A bit of somewhat free trio interplay ensued and then out of nowhere came the opening chords of "Eye of the Hurricane," a tune rarely played since its recording on Maiden Voyage. Not for one moment did I miss Freddie Hubbard's pyrotechnics from the original recording -- you would think that this trio created the definitive version. I can't even describe how insane this tune was. It melted my mind. Herbie was playing things I thought were impossible, but sitting right under him in the second row, I could see him execute them. Jack's solo for the most part was confined to the snare drum, but the different sounds he could create provided a truly wonderful solo. DeJohnette's probably one of the most musical drummers around -- for all his chops he never does anything that seems like wankery. The same goes for Holland and Hancock, the only sense of one-upsmanship was playful, and everything was the height of musicianship.
DeJohnette introduced the pieces and the players, and then got back down to business with his terrific ballad "Pastel Rhapsody," again featuring a Hancock introduction. In Herbie's solo piano intros you could hear a pin drop. It was entrancing. So was Holland's solo. I have never heard a bass sing like that, unless it was in his hands.
The last tune was unidentified, but it featured a strong, nasty 12/8 groove provided courtesy of Holland. His solo bass intro had everyone in the house shaking their head in awe. I, for one, was totally transfixed. In this tune, as in "7th D," for all the metric modulation that was happening, when these guys locked into a solid 4, it could rip your head off, it swung so hard. And as forward-looking and modern as the playing was, it was all rooted in tradition. A great way to close a set -- a MONSTER of a tune.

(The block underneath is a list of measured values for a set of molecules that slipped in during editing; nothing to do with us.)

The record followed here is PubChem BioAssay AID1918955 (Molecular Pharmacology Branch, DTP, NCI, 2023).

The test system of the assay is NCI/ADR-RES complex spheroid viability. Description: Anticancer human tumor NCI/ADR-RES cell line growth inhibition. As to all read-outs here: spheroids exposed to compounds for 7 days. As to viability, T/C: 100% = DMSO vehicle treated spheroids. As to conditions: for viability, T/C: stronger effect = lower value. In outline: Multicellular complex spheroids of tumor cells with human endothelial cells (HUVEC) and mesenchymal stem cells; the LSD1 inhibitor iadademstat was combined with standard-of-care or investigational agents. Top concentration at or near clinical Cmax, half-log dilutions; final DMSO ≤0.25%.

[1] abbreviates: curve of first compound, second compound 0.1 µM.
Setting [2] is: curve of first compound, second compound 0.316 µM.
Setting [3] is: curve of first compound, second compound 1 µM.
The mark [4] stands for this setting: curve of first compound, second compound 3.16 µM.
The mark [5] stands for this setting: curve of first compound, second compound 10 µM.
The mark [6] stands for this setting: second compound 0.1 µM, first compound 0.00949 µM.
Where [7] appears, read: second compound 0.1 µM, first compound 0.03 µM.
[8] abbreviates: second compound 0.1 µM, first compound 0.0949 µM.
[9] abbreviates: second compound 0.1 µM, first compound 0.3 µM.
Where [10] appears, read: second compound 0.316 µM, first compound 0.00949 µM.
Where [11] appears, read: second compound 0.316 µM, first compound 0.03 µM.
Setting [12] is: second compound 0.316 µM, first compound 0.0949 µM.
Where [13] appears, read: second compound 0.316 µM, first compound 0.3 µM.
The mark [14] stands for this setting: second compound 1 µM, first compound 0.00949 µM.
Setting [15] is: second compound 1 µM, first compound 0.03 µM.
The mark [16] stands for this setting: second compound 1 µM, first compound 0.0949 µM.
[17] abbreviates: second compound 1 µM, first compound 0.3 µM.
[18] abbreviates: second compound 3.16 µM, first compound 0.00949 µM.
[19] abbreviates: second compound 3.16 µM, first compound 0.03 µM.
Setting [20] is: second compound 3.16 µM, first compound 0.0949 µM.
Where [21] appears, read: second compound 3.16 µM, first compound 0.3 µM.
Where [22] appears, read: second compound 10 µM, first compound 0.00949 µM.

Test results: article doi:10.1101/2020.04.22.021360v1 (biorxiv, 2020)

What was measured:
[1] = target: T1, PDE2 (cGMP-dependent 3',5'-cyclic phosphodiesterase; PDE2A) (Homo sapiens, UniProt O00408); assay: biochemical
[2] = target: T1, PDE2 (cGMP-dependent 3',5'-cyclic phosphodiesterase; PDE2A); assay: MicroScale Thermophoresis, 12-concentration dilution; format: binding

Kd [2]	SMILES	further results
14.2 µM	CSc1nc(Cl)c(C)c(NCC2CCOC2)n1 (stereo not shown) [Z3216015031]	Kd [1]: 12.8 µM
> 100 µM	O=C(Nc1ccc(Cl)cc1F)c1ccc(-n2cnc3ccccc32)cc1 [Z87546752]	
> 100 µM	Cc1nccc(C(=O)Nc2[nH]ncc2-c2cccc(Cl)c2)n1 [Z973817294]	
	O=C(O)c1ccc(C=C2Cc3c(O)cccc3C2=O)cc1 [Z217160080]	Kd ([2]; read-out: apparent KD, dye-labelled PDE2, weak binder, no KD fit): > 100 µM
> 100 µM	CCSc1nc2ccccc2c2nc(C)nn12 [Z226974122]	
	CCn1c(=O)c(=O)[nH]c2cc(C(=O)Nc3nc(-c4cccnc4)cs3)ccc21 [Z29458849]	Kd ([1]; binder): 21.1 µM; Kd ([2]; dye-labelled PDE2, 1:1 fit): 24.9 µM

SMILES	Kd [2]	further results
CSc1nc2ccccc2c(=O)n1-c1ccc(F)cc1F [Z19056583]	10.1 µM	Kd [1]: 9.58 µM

After an uproarious standing ovation, the trio came back out for an encore. After Jack introduced "Dolphin Dance" (the title alone eliciting a whole lot of noise from the crowd), someone behind me said "Rock it!" (hopefully a bad pun rather than a request), to which a guy in front of me quietly said "Dis is da drum!" but Herbie heard it and laughed. His intro to "Dolphin Dance" was a textbook lesson in reharmonization, and you know you're good when you're reharmonizing YOUR OWN TUNE! He turned it into a Chopin-meets-Debussy nocturne. When the rhythm section joined in, it was like seeing these guys play 40 years ago. But they weren't done with that tune. After the head out (possibly as a nod to their days with Miles, and possibly acknowledging the first request), Holland and DeJohnette launched into this DEEP E-minor funk vamp, and Herbie joined in with the bluesiest funkiest playing of the night, including a small snippet of "Chameleon" which had some people laughing. What a way to end it.
The concert was around an hour and a half long, but at the same time it felt like so much music and yet not enough. I could see those guys play for hours and days on end. Herbie's perfected his sound, but not to the point of self-mockery: all the tremolos, the cascading arpeggios, the time obscurity were in perfect form all night. He looks no older than he did in the My Point of View album cover. DeJohnette is the most masterful living drummer of his generation. It was an honor to see these three cats while they're still around at the peak of their form. An evening I won't soon forget.
JamBase | Canada